Inner Rings, Part Two
Part two in a series: Acceptance And the "Inner Rings."
The theologian and author gave a powerful sermon in 1940 about the human struggle to get inside the many "Inner Rings" of society, politicians, neighborhood and family. Lewis points out these groups go by many names and configurations – elites, clubs, societies, organizations, they exist at work, in schools, in the arts and literature. The insidious nature of the "inner rings" play on our hearts and desires he says, but his point is to warn against the futility of giving our lives to pursuing acceptance into such exclusive and elite circles, and he cautions it is often much worse to be accepted than not.
First, Lewis warns that a desire to be accepted into these rings – we all know them – is that such a desire often causes us to do things that are against our values and ideals in order to find acceptance within them. I learn this on a personal level every time I go near a literary organization or gather – for much of my life I have wanted to get inside this ring, increasingly I realize that they are not the place for me or for my values. I cannot do what I would have to do to be accepted there, and if I did, I would be selling my soul. I could never have attempted my new book tour within such a circle, could never had done it the way I did. On a literary panel, a writer told young aspiring writers the best thing they could to do make it in the new world of publishing was read poetry for 10 minutes a night. I am no enemy of poetry, but it broke my heart to hear this useless given to a bunch of young would-be writers heading into a world that has changed almost beyond recognition. I left the conference understanding it was not where I belonged.
Secondly Lewis argues that the desire for outsiders to be admitted to such inner circles represents a desire that can never be satisfied. What happens once accepted? We quickly find that the people we thought could provide us with identity, value, worth, acceptance do not have the power to do that – and after each "ring," there is another right behind it waiting for us to want in. If you want to join a musical society because you like music, he writes, there is a real possibility of satisfaction. If you want to be in the know, be inside, be accepted, your pleasure will be short-lived. The circle cannot have from within the charm it had from the outside, by the very act of admitting you the ring has lost its magic.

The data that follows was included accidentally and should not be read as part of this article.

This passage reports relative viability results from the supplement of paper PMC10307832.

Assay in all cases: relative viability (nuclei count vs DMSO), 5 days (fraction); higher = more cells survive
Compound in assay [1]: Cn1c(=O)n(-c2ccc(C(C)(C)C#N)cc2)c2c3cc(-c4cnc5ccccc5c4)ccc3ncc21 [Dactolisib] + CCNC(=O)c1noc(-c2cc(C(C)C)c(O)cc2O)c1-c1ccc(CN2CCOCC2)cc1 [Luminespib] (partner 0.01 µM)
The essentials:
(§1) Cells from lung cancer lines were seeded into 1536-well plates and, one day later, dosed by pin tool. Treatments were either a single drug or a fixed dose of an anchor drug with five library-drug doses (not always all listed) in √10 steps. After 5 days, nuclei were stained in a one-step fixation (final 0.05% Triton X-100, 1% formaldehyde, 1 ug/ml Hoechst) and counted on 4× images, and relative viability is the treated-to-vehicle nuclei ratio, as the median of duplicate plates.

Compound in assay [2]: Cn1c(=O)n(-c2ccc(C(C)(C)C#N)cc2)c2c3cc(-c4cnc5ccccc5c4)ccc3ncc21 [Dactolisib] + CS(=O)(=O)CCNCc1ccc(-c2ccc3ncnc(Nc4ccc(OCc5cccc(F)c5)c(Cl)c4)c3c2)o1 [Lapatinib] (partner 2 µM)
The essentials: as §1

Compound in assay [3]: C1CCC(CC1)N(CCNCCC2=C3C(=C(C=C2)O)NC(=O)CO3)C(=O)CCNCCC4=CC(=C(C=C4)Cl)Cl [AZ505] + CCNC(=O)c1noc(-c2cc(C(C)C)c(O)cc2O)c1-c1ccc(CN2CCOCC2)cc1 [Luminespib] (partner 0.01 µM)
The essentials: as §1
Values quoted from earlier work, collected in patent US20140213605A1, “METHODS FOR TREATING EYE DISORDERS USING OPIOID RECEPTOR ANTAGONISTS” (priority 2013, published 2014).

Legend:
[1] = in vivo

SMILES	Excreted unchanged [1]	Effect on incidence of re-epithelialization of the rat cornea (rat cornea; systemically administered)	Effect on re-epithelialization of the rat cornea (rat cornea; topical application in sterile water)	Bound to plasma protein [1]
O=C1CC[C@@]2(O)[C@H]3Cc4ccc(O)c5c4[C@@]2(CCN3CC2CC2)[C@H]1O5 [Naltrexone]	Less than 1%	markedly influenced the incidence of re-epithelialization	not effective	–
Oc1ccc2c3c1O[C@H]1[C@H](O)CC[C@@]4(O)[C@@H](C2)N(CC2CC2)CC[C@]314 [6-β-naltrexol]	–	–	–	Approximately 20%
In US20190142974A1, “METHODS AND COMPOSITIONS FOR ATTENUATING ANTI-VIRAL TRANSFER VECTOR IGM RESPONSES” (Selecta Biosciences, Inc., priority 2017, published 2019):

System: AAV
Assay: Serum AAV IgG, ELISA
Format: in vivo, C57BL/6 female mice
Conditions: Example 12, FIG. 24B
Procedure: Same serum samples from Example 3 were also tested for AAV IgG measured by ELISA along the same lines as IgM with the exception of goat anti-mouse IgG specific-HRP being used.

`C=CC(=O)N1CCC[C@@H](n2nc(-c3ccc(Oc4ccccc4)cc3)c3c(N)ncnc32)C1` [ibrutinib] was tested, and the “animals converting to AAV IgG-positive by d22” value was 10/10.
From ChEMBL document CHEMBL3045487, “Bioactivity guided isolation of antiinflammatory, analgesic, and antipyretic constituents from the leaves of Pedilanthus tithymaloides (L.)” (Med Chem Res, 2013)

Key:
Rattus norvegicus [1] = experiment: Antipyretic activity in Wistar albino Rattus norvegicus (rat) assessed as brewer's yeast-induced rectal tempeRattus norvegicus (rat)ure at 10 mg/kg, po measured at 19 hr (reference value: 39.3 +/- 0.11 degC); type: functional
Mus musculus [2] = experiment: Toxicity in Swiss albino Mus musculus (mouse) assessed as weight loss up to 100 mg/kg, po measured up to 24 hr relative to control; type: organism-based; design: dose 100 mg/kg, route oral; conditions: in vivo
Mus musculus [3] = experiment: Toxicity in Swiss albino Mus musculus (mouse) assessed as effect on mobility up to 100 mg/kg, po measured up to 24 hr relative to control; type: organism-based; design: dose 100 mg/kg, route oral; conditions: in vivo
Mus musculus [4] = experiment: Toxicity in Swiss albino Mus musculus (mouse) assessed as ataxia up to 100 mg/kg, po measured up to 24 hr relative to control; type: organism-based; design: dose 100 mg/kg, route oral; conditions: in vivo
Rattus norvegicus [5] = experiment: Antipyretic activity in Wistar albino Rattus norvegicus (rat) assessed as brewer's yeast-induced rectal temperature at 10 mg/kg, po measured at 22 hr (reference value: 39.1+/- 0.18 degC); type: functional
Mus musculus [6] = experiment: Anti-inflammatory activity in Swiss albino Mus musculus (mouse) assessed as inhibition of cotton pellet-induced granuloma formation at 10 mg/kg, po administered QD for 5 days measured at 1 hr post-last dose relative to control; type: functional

I see acceptance in the animals I live with. I see it in Mickey, who accepts the boundaries of his life. I see it in my hospice work, where people know they are at the edge of life and only want to move out of life in dignity and comfort. What freedom they feel when they accept where they are.
I just finished reading a book by Mark Leibovich about Washington, it's called "Two Parties And A Funeral – Plus Plenty of Valet Parking – in America's Gilded Capital." The book is packaged in a sort of flip and smart-ass way, trying to be less serious than it is, but the story Leibovich – a reporter for the New York Times – tells is very serious, it is discouraging and dispiriting, it describes Washington as a hive of "inner rings," media people connected to political people connected to lobbyists, contractors, think tanks, producers, elected officials, publicists, party-givers and influence peddlers. Everyone in Washington is either in an "inner ring" or trying to get in, everybody seems rich and busy, nobody seems honest, happy or grounded in the idea of service. Leibovich paints a portrait of a gilded capital today, corrupt and disconnected from the people it serves, there was nothing cute or funny about it.
I thought of the "inner rings" when I read the book, Leibovich even mentions C.S. Lewis's sermon in one chapter. I was a reporter for the Washington Post for a few years, I remember feeling panicked at the prospect of staying there, I knew the city would suck me up and spit me out, I fled, or perhaps was driven out, I have never regretted it. Almost every journalist I ever knew went the other way, wanted badly to be there.
Lewis's essays and life itself has led me to consider the meaning of acceptance in my life. I have a friend whose 97-year-old mother, who has been ailing and in pain for years, is dying. "I can't accept it," she says "I love my mother so much, she has always been there for me, I just am not willing to let her go." How sad, I thought, doesn't she know that we will all die, that we are not God, that a life fully lived is a sacred thing, and that death deserves to be respected, just as life does? What did she think would happen, that her mother would stay alive forever because she loves her so? I wondered what her mother would say.
I am learning acceptance more. I am a good writer, I will never be a great writer, I will never make it into that circle. I will never have a lot of money and the freedom to do whatever I want wherever I want to do it. I understand that death is closer than it is far away for me, I want to live well and die well, and accept the sanctity of human existence – life and death, forever joined. I will not buy into the notion that I can live a meaningful life forever, or that technology can or should keep me alive beyond my time.
In exchange for learning acceptance, I have kept myself intact. This does not mean I am better than anyone else, it means I am who I am. For better or worse, I am learning to be me, to accept me, to be honest about me. I see the deal clearly that Lewis writes about – the inner ring versus the soul. Speaking for myself, I can only have one or the other.
I'm good with my choice.